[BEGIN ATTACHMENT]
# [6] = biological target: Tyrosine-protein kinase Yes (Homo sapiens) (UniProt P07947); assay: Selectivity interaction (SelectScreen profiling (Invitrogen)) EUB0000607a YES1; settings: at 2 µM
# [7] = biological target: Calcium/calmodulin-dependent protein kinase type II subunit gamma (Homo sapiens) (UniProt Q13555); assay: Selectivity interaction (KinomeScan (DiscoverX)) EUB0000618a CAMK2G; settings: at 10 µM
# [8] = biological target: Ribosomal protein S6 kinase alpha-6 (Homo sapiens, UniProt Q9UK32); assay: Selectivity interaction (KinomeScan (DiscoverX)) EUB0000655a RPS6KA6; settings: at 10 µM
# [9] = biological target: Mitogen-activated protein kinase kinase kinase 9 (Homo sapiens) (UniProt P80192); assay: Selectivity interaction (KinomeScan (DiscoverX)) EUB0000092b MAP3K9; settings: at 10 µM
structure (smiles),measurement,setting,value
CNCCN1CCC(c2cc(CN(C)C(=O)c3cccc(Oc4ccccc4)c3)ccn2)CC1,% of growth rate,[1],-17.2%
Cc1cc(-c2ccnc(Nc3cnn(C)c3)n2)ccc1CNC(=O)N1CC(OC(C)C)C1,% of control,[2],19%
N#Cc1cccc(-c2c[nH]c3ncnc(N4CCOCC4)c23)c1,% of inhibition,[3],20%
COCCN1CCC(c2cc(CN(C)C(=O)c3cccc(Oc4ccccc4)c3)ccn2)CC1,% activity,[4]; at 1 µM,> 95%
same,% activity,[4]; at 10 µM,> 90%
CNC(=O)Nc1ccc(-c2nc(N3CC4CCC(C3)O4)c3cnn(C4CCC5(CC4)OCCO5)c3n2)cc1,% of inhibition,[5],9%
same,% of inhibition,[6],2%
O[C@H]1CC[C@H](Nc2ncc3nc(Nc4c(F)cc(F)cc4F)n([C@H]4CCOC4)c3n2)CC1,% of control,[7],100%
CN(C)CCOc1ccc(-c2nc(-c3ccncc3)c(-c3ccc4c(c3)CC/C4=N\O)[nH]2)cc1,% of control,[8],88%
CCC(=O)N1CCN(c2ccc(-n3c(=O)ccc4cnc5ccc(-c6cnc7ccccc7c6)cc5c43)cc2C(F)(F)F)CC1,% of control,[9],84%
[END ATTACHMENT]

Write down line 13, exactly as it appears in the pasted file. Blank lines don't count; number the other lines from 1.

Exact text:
O[C@H]1CC[C@H](Nc2ncc3nc(Nc4c(F)cc(F)cc4F)n([C@H]4CCOC4)c3n2)CC1,% of control,[7],100%